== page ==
Economic Warfare between the Superpowers

  • Murray Wolfson
  • John P. Farrell
Part of the International Economic Association Series book series (IEA)

Abstract

Open-ended arms races subject to the constraints of production possibility frontiers become an instrument of economic warfare in which one country can force reduced consumption and investment on its opponent by requiring them to keep in step. In the presence of differing factor endowments both nations may wage economic war against each other.War must be understood as the projection of national power through means that are economic and political as well as military. The danger to peace is thaower losing the economic war might undertake a preventive military war while it still has a chance.

Keywords

Income Assure Expense Antagon 

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Notes and References

  1. 1.
    Wolfson, M., ‘Notes on Economic Warfare’, Working Paper 84–9, Department of Economics, University of Adelaide, Australia, and Conflict Management and Peace Science Vol 8, no. 2, Spring 1985, pp. 1–19.Google Scholar
  2. 2.
    Intriligator, Michael D., ‘Strategic Considerations in the Richardson Model of Arms Races’, Journal of Political Economy, 1975, pp. 339–53; Intriligator, M. D. and Brito, D. L., ‘Can Arms Races lead to the Outbreak of War?’, Journal of Conflict Resolution, 28, 1 March 1984, pp. 63–84.CrossRefGoogle Scholar
  3. 5.
    Elsewhere we have studied the impact of changing attitudes toward casualties and its relation to the size of existence of zones of initiation (Wolfson, see Note 1). We have also shown that the proliferation of missiles among more nations contradicts the existence of positive regions of mutual deterrence and enlarges the region of war initiation under plausible assumptions. Wolfson, M., ‘A Theorem on the Existence of Zones of Initiation and Deterrence in Intriligator-Brito Arms Race Models’, Working Paper 84–10, Department of Economics, University of Adelaide. Cf. Intriligator, M. and Brito, D., ‘Nuclear Proliferation and the Probability of Nuclear War’, Public Choice, XXVII, 2, 1982, pp. 247–60.Google Scholar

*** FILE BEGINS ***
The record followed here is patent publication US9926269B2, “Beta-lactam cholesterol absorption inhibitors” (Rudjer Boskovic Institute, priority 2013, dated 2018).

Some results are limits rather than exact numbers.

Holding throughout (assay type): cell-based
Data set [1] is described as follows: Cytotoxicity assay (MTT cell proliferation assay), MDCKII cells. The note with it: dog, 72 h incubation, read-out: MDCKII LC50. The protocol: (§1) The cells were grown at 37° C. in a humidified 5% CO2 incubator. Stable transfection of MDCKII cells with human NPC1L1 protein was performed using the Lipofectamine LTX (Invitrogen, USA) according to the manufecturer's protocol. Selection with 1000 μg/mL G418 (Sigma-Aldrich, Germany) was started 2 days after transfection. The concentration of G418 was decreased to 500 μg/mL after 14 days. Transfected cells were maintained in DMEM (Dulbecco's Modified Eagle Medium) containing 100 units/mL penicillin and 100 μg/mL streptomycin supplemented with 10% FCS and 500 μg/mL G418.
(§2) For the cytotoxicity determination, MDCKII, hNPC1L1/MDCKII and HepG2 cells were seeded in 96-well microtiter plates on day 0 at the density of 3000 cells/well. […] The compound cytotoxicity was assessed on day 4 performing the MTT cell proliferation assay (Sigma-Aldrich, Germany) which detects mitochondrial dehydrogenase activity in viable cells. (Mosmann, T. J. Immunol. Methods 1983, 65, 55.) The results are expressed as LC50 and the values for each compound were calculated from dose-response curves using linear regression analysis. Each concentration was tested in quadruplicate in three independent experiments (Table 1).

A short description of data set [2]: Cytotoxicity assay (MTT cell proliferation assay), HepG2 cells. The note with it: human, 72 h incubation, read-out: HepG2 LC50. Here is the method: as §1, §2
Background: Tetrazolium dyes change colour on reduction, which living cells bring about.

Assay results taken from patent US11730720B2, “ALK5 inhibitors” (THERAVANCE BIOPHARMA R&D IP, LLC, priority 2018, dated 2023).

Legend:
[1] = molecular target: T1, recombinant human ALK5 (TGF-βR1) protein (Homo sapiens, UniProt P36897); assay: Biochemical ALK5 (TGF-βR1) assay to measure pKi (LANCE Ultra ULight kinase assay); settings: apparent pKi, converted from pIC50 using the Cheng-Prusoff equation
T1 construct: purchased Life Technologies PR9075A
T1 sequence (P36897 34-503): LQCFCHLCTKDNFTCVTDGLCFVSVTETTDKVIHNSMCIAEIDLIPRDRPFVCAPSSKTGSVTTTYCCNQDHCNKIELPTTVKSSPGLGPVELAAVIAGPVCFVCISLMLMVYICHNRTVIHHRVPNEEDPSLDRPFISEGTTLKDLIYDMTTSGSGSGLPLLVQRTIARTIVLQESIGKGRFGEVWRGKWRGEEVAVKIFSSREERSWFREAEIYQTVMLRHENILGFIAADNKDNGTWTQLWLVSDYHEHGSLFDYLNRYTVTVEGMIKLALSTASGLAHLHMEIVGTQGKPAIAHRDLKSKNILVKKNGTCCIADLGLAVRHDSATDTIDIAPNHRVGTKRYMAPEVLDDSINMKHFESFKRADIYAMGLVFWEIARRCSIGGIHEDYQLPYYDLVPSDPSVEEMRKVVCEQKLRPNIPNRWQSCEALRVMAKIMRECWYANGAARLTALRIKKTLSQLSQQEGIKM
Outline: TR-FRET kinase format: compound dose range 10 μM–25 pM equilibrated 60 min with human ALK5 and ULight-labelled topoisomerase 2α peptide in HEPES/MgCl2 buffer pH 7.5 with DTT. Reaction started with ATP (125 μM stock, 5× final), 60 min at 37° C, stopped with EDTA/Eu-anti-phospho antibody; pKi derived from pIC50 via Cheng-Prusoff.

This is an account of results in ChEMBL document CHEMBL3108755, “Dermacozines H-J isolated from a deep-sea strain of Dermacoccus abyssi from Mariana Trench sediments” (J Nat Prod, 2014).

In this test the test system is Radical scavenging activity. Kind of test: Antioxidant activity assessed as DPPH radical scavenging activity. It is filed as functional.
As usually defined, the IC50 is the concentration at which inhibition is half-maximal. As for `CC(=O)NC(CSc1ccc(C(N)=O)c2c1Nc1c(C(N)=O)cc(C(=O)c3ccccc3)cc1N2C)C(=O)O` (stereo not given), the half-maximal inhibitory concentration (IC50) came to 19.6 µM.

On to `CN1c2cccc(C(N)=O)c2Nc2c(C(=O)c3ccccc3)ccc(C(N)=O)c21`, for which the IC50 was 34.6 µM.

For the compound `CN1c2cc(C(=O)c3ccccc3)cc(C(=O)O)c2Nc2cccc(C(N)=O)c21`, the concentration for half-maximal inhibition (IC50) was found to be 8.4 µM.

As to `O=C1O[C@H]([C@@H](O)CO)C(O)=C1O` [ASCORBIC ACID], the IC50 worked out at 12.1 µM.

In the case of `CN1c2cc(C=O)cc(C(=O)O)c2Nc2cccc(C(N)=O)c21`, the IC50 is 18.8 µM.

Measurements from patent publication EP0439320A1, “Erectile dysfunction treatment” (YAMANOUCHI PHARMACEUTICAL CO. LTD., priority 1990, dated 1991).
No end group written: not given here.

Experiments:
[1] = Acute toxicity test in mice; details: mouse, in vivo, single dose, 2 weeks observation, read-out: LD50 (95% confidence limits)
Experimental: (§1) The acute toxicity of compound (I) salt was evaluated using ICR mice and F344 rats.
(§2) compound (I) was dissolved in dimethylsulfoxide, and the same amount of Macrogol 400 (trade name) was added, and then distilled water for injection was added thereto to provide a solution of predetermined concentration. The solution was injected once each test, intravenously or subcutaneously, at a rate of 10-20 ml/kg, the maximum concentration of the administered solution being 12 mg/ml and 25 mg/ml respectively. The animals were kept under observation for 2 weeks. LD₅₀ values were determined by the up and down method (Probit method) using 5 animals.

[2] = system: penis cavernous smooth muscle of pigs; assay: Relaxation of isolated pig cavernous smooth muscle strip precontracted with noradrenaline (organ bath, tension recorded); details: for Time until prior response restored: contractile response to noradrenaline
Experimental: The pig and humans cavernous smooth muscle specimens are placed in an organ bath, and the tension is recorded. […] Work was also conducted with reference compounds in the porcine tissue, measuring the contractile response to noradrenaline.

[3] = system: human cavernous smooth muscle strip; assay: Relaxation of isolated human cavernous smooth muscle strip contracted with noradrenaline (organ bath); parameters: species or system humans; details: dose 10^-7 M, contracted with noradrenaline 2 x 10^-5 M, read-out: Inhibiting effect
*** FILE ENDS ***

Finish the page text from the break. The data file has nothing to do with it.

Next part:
4. 6.
    In discussing this point before the Joint Economic Committee, General Schuyler Bissell, Deputy Director of the Defense Intelligence Agency, agreed with the assessment of the situation of the USSR by some of his Soviet counterparts: Soviet leaders have acknowledged the negative effects of the high military spending on the economy and on the USSR’s standard of living but to date have been consistently willing to pay the price. Some also realise that the Soviet military in the long run is only as strong as the rest of the economy. ‘The sharpening of the international situation compels the socialist state to increase military production and consumption. Easing of the tension permits a decrease, a full utilization of economic might for raising the standard of living of the workers and the development of the national economy. It is impossible to allow, on the one hand, a reduction of military-economic might, for in this case the defense capability of the country would be threatened; on the other hand, an excessive increase in military-economic might cannot be allowed because in the final analysis this could slow the development of the very foundation of military power — the economy — and do irreparable harm to defense capacity (emphasis added). Pozharov, A. I. The Economic Foundations of the Defense Might of the Socialist State, Moscow 1981, p. 116’. Hearings Before the Subcommittee in International Trade, Finance and Security Economics of the Joint Economic Committe Congress of the United States. Ninety-Eighth Congress, First Session, Executive Session, 28 June and 20 September 1983, pp. 95–7.Google Scholar

Copyright information

© International Economic Association 1987

Authors and Affiliations

  • Murray Wolfson
    • 1
  • John P. Farrell
    • 1
  1. 1.Oregon State UniversityUSA

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